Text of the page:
Transmat boss and techno statesman Derrick May opens up to Kristan Caryl.
Derrick May is a famously warm and forthcoming character. He’s the techno spokesman who won’t shy away like some of his peers. Talking to him feels like talking to a friend. He laughs, asks his own questions and will affectionately call you a “motherfucker.” When he confirms he is not currently making music, though, his tone deepens and softens. He seems to speak more intimately and closely into the phone.
“I’m not at the moment feeling inspired. It’s not the music or the music industry. The real enemy became time, time is a motherfucker. If you let it go it can truly cause you problems. We see ourselves in the mirror as the same people we were 20 years ago but we are never the same people. You are an illusion to yourself. When I decide to make music, I don’t want to make music of a young, angry, passionate Derrick May that I don’t even know any more. He was a hero of mine. Wow. If I could meet the Derrick May I was, now, and even stand in the same room as him for five minutes, I’d be enamoured. He was a brave, fearless kid who didn’t care about anything or anybody.”
“I have a family, bills and responsibility, people depending on me in my record label. You have status. You gain and receive and become fearful of losing. It’s a fact of life. I don’t care who you are. I don’t care if you’re Andy Warhol or Salvador Dali. You fight for your thing but then there is a reality to success: you can’t go back. Once you give up your talent, you no longer own it. They use that information then judge you for it for the rest of your life. I’m trying my best not to live the legacy of one song or one era. I’m constantly trying to work with different things and develop new inspirations.”
One way he is doing that is by taking time to himself in his “beautiful” new home in the woods around Detroit. It has a meandering crazy-paving footpath surrounded by shrubbery that leads up to the front door, then towering green trees all around the boundary. Being at his “safe haven” gives him peace and a chance to think about things in the simplest way.” Here he is away from people who “want things“ and are “constantly patronising you” and people who “you cannot know are genuine.” Detroit artists are famously uninterested in having smoke blown up their ass.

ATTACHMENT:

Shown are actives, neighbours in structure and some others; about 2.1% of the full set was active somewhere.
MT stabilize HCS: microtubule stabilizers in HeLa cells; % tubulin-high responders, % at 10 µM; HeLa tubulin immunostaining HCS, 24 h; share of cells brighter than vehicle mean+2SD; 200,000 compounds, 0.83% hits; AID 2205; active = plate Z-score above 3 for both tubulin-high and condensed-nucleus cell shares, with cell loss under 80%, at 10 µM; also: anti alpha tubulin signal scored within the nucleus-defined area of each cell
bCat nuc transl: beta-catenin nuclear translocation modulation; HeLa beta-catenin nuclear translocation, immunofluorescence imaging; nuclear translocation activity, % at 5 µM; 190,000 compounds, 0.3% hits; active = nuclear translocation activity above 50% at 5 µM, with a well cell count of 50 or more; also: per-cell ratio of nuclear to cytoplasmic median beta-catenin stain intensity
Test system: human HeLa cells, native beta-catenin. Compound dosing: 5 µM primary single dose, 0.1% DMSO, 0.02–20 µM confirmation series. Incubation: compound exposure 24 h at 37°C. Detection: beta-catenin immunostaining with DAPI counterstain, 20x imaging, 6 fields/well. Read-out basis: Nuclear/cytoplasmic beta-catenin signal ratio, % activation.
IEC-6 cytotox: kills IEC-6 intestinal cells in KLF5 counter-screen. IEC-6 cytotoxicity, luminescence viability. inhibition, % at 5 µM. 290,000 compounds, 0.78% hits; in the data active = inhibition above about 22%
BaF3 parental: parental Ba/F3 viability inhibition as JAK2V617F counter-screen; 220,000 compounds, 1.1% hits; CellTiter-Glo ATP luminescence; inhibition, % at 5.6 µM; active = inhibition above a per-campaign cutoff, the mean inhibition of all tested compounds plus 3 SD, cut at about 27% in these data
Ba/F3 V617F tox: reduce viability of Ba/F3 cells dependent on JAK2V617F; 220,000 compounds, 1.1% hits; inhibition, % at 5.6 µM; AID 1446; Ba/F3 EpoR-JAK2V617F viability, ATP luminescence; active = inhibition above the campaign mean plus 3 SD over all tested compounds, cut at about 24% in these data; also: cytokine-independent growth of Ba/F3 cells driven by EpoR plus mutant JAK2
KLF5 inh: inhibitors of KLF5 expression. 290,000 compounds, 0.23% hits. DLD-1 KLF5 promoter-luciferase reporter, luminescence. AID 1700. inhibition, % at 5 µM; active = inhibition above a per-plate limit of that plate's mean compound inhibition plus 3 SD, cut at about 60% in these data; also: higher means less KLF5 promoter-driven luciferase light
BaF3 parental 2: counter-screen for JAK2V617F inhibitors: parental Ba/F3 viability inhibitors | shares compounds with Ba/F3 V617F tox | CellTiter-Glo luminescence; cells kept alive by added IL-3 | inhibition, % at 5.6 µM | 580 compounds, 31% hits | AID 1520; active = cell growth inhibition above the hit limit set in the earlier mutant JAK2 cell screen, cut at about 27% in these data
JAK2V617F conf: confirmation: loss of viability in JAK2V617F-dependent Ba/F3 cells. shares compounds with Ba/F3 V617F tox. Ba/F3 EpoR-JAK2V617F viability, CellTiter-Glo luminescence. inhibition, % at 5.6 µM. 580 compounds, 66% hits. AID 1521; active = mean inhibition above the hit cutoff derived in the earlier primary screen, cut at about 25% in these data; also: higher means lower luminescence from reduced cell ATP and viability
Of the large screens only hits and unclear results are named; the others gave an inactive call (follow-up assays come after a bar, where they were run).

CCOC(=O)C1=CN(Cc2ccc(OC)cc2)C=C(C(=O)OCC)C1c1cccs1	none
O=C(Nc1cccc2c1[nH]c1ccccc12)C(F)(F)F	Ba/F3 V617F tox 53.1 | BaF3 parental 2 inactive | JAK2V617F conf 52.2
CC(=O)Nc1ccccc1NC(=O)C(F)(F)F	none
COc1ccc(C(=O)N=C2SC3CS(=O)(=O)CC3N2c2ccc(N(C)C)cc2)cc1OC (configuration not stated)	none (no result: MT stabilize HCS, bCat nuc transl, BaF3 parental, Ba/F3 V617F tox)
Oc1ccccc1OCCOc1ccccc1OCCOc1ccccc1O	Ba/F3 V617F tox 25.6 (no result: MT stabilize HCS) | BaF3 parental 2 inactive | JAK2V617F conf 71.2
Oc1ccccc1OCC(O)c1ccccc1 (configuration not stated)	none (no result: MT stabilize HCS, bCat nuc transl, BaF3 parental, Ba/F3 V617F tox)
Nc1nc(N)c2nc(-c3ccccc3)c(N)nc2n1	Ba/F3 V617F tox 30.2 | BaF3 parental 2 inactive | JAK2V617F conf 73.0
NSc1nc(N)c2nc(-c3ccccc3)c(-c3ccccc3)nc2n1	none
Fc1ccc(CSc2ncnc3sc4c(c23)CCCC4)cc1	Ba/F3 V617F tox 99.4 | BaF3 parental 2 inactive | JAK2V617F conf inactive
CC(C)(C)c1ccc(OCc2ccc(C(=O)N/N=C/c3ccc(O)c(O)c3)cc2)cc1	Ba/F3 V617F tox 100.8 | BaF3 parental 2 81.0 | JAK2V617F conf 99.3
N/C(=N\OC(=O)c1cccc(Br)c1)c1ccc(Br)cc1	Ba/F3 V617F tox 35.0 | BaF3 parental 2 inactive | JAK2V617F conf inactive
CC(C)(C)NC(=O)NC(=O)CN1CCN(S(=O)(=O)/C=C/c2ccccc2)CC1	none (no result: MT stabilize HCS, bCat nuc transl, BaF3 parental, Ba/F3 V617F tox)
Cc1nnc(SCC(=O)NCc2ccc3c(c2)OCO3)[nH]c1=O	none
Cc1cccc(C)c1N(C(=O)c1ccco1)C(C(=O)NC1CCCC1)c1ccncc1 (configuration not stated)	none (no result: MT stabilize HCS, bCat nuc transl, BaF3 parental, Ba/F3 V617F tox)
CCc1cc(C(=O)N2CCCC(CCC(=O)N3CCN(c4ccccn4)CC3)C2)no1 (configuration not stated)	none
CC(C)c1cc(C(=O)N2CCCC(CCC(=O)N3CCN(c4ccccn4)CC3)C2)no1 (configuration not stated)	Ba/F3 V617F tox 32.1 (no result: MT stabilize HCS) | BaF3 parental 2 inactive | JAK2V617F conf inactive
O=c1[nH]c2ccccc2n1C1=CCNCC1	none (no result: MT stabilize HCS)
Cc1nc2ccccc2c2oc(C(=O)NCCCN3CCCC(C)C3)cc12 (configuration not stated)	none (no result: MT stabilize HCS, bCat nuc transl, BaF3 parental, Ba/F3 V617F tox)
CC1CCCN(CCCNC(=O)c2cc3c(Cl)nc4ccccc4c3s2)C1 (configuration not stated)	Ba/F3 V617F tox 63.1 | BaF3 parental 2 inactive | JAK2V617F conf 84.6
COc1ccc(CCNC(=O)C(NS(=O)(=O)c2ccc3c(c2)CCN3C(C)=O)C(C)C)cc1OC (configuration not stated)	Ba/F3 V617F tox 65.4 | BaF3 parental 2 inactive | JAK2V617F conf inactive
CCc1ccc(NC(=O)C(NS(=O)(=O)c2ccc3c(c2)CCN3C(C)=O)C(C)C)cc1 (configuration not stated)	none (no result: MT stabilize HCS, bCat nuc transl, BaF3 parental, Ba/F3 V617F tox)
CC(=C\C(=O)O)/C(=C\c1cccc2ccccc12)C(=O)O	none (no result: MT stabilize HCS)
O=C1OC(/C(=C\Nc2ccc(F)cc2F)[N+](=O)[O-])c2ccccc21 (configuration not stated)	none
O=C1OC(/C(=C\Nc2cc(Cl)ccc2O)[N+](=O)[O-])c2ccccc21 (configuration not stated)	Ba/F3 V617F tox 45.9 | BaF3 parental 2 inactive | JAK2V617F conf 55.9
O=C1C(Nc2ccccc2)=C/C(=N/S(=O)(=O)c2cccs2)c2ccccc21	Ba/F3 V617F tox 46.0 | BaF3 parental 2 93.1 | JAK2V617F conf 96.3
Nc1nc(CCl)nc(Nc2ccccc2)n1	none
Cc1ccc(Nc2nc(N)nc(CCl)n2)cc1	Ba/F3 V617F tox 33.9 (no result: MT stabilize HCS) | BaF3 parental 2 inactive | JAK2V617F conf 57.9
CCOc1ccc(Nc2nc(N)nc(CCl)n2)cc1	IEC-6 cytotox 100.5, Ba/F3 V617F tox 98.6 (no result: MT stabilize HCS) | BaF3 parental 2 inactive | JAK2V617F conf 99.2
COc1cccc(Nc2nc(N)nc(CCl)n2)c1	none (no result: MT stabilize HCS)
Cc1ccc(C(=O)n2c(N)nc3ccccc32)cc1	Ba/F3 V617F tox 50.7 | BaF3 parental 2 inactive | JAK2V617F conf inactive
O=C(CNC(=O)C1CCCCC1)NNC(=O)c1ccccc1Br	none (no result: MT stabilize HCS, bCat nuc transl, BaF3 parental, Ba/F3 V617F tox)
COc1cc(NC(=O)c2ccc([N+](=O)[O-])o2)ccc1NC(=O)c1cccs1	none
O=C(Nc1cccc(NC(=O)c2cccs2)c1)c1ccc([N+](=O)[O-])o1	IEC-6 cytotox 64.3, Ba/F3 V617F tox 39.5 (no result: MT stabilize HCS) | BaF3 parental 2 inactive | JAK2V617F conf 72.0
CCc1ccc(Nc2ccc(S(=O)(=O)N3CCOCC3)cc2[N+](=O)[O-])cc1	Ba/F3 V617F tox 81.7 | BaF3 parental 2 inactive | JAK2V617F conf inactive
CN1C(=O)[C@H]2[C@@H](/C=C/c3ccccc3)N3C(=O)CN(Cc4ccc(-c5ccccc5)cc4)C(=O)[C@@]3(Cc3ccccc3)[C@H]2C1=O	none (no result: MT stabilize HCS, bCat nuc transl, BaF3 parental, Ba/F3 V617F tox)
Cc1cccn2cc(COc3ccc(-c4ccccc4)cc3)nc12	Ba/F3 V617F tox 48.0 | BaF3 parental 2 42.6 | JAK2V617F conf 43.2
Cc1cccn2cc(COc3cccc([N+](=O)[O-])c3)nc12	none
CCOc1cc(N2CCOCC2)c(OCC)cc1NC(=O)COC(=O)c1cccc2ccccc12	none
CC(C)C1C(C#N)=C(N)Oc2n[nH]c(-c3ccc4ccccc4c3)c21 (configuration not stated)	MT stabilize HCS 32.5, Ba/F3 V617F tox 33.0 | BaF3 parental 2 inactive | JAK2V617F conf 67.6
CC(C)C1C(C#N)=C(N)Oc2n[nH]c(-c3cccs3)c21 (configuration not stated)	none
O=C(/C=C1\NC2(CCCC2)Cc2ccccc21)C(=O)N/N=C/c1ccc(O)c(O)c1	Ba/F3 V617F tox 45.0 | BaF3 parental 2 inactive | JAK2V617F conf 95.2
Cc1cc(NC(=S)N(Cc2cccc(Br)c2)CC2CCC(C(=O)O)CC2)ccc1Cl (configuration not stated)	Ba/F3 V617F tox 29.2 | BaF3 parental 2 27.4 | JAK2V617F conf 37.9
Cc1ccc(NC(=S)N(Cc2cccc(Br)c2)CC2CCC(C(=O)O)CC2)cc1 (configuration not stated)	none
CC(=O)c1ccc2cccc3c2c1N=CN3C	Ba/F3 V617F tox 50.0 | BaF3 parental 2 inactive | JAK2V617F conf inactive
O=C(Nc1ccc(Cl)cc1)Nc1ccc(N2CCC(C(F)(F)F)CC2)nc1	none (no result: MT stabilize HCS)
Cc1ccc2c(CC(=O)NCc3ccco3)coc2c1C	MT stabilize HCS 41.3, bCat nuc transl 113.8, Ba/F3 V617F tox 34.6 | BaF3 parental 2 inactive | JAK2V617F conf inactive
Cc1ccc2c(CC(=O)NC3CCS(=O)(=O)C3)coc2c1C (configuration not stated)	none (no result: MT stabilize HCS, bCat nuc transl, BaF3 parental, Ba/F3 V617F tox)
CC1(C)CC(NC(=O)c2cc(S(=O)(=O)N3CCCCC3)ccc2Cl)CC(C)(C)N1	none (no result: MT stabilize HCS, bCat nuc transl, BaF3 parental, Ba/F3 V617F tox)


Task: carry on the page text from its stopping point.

I'm trying my best not to live the legacy of one song or one era.
Derrick sighs deeply. “I can’t imagine not living and dreaming and not trying to take a step forward even if you know there is darkness in front of you. I’m still not afraid to take a step and go ahead and give it a try.”
When he first takes our call, 56-year-old May is navigating a roundabout. “Staying in Detroit is a sacrifice and a gamble,” he says on the after school pick up with his daughter. He then explains that humble UK export ‘the roundabout’ is something people in Michigan can’t get their heads around. “It is a cultural phenomenon for people outside the UK. It’s incredible that you can have the driver’s etiquette required to make them work.”
Of course, it is not the trials and tribulations of the roundabout – developed by the British in the 1960s, and first introduced to the States in the 1990s – that makes life in Detroit hard. It is the lasting devastation caused by the demise of the motor industry. “Jobs slowly left the city and eventually it trickled down and affected everyone, leaving entire neighbourhoods abandoned. People couldn’t afford to stay here and live, they couldn’t afford their homes, so literally they left in the middle of the night.”
Derrick himself grew up in affable neighbourhoods and went to the best schools in the city. He did leave for a while to spend time in Australia, Switzerland, Italy and Amsterdam. “But I always come back home. There’s nothing like coming home and being part of something, man.”That something, of course, is music. It always was. Back in the early eighties when he, Juan Atkins and Kevin Saunderson were becoming the famous Belleville Three, Derrick was “young, angry with a 28″ waist and on a mission to save the world from bad music.”
And he did, for a time, thanks to formative techno tracks like “Nude Photo” and then “Strings of Life.” “Strings” was actually made first, but because Derrick didn’t think people would get it, he held onto it until 18 months after the release of “Nude Photo.”
“I hated Detroit back then,” he says with passion. “I hated the mentality, I thought people were stupid, dumb, slow, behind, not on the ball. And maybe they were, maybe I was smarter, or maybe I was just not paying attention or talking to the right people, but I do know I wouldn’t be the person I am today if it wasn’t for people from Detroit, in particular, who took me by the hand and showed me how to do this, how to live and survive. For all the things I thought were stupid and ridiculous, they turned out to benefit me extremely.”